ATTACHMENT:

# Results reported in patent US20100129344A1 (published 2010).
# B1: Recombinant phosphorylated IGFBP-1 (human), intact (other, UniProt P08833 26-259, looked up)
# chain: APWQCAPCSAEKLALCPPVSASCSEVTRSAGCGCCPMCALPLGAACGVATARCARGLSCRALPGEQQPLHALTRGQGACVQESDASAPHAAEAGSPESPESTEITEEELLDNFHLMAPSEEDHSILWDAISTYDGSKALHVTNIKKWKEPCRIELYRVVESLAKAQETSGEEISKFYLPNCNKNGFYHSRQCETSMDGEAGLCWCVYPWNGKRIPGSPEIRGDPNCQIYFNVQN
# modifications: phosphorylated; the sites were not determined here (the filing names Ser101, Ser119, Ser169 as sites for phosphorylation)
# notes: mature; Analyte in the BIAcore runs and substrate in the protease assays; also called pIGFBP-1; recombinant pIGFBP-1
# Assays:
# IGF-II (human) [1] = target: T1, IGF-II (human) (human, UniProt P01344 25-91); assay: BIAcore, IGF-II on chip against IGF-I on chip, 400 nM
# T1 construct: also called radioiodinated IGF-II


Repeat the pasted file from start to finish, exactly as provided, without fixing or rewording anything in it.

# Results reported in patent US20100129344A1 (published 2010).
# B1: Recombinant phosphorylated IGFBP-1 (human), intact (other, UniProt P08833 26-259, looked up)
# chain: APWQCAPCSAEKLALCPPVSASCSEVTRSAGCGCCPMCALPLGAACGVATARCARGLSCRALPGEQQPLHALTRGQGACVQESDASAPHAAEAGSPESPESTEITEEELLDNFHLMAPSEEDHSILWDAISTYDGSKALHVTNIKKWKEPCRIELYRVVESLAKAQETSGEEISKFYLPNCNKNGFYHSRQCETSMDGEAGLCWCVYPWNGKRIPGSPEIRGDPNCQIYFNVQN
# modifications: phosphorylated; the sites were not determined here (the filing names Ser101, Ser119, Ser169 as sites for phosphorylation)
# notes: mature; Analyte in the BIAcore runs and substrate in the protease assays; also called pIGFBP-1; recombinant pIGFBP-1
# Assays:
# IGF-II (human) [1] = target: T1, IGF-II (human) (human, UniProt P01344 25-91); assay: BIAcore, IGF-II on chip against IGF-I on chip, 400 nM
# T1 construct: also called radioiodinated IGF-II